Monday, April 25, 2016

Busy Bees of the GNCE Continue their Work with Avalonia

By Jessica Sullivan

Sophomore GNCE Work Day

The sophomore members of the Goodwin-Niering Center for the Environment have not only been hard at work with their individual projects for Avalonia, but we also completed a group work day for Avalonia on Saturday, April 16th. The group of us went to the Perry Natural Area in Stonington. Our goal was to clear around and expose a historic stone foundation. We took the branches and other brush and made it into a brush pile off of the path which animals could use then as sheltering habitat. Next, we worked on clearing out the interior of the foundation of the house and made it so that it could be visible. We brushed off the stonework and put some fallen stones back into place. While we were doing this, we found many small shards of pottery from what we think might be the original house. We also found a button that may or may not have the same origin. A mystery.
The work day on April 16th was a huge success and the GNCE sophomores enjoyed helping out.

Goodwin-Niering Associate Director Jen Pagach posed for this picture as she carried a large branch to the brush pile.

After we finished our work for the day, Beth Sullivan took us on a walk through the trails in Perry Natural Area and explained the history of the area as we went. There is a very interesting cemetery just off of the trails that holds the graves of Prentice and Lucy Brown, very likely the couple who lived in the house and farmed the area and created many of the walls. Additionally we saw rock walls and enclosures built throughout the land that looked like they formed a fenced-in area that might have held animals. We also noted an interesting rock pile that had an unknown purpose but was definitely human-made with some intent.
The GNCE sophomores paid their respects at the graves of Prentice and Lucy Brown, settlers on this land.

GNCE sophomores, Associate Director Jen Pagach and Professor Derek Turner teamed up to clean up this old house foundation. 

Amateur archaeologists Clare Loughlin and Jen Pagach uncover some old pottery shards in the foundation.

Project Spotlight: Lauren and Saskia

Lauren Baretta and Saskia Stark-Ewing are working on a stewardship project for Avalonia that is rooted in the promotion of Avalonia at the Stonington Farmer’s Market. They went to their first farmer’s market on April 9th and plan another visit as well. Lauren explained their project, stating:

“On the 30th of April we are celebrating Arbor Day (April 29th) by handing out white pine seedlings from the table we have set up. We’ve been giving out information on trails, locations, and volunteer opportunities. We have talked to about ten to fifteen people spreading the word about Avalonia, and we have persuaded a handful of people to sign up for Avalonia’s newsletter. We raised a small amount of donations, but our main focus is really just spreading the word. A man gave us an organic tomato because he loved what we were doing so much. We also enjoyed a sweet grandmother who explained Avalonia to her young grandson, in front of us, trying to teach him about environmental stewardship. We think our next event will be even better now that we know how to set up our table and now that we've made an in-person connection with the man in charge of the market. Overall, I think we have made a real positive impact on Avalonia’s public relations, a farmer’s market being the perfect place to talk to people concerned about environmental protection.”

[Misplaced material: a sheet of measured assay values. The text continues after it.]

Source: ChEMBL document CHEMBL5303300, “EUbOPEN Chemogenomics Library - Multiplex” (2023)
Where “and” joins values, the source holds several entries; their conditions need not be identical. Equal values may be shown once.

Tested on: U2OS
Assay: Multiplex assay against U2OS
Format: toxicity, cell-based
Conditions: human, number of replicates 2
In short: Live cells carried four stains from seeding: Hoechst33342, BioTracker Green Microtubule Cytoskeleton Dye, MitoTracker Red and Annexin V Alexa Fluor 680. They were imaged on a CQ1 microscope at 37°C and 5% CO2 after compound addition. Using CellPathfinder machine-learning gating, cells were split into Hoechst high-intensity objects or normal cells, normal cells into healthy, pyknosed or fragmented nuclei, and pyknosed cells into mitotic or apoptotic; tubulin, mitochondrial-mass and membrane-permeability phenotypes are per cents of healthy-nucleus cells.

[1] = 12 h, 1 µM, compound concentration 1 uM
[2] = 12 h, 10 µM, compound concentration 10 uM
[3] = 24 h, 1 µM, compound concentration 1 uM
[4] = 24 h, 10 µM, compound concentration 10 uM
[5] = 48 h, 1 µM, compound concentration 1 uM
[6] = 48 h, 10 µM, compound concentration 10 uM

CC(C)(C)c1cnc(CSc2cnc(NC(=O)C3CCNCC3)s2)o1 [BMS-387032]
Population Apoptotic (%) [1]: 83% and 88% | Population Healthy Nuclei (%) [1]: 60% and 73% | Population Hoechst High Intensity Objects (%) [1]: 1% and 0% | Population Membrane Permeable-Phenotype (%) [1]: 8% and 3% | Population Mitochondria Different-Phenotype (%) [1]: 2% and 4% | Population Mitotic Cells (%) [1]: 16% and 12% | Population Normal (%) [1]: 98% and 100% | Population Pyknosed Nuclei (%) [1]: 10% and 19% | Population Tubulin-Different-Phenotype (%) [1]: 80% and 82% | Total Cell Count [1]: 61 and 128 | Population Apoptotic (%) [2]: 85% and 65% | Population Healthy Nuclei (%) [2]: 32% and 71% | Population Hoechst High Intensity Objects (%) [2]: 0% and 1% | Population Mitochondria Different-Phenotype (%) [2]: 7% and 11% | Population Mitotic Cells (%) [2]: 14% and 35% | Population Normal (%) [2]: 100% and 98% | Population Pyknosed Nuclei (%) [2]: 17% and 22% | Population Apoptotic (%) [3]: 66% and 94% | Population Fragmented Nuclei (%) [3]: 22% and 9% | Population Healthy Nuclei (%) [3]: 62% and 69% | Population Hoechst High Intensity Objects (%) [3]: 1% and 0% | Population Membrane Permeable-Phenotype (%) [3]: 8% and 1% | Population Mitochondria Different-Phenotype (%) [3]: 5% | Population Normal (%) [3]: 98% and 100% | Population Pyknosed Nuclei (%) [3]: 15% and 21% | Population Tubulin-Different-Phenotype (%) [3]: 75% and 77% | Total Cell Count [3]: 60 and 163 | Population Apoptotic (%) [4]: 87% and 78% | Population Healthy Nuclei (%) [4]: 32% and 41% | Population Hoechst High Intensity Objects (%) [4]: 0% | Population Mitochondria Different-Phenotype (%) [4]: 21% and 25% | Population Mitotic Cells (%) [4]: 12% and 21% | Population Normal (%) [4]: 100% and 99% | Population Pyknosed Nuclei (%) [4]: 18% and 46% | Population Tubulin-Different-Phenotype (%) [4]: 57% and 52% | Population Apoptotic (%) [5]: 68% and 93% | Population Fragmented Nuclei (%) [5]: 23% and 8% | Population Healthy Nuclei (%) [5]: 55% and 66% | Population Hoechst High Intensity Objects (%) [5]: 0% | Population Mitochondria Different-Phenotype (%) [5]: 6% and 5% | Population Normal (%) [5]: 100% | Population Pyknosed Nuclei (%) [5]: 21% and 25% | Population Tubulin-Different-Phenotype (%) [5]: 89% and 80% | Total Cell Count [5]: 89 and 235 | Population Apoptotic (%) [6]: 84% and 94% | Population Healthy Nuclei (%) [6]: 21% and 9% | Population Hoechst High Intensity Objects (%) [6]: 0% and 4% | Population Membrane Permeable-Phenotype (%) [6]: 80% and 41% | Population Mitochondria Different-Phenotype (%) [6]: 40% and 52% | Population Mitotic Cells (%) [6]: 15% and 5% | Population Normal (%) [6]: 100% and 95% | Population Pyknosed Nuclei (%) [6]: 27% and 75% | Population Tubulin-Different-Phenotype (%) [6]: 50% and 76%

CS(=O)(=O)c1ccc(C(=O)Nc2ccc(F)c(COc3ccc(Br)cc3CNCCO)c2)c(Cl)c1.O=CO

Lauren and Saskia interacted with community members interested in learning about Avalonia.

The following passage is taken from the weekly newsletter for the Stonington Farmer’s Market, highlighting Saskia and Lauren’s project. “On April 10th, 1872 one million trees were planted in celebration of the first Arbor Day. 144 years later Avalonia, a land trust organization based in Mystic that deeply cares about conservation and the creation of strong environmental communities, continues the tradition. Connecticut College Goodwin-Niering Center for the Environment students, Saskia and Lauren, will be representing Avalonia on Saturday, April 30th in honor of Arbor Day.”
Saskia and Lauren tested their Farmer's Market program April 9th.
We encourage everyone to stop by our table to learn more about Avalonia’s trails, values and projects. We will have information about volunteering as well as white pines for all to bring home. Take a tree; plant a tree! To contact Avalonia feel free to email:, call 860-884-3500, or visit our website”

We are very excited to see the success of the Farmer’s Market Program increase the next time they do it because it is so important to make sure that the community knows about Avalonia and all the great work it is doing for land conservation.

Photographs by Jessica Sullivan.

Monday, April 18, 2016

Some Musings on a Very Erratic Spring

By Beth Sullivan
In February and March we could revel in the spring feel, even though it confused the plants and some creatures. Then in mid-April we were once again thrown a stretch of out-of-sync weather that was an unkind throwback to winter. It is hard enough being human and adjusting to the wild swings, at least this human would prefer a bit more consistency! But it can be life threatening for some wildlife.

Spring Timing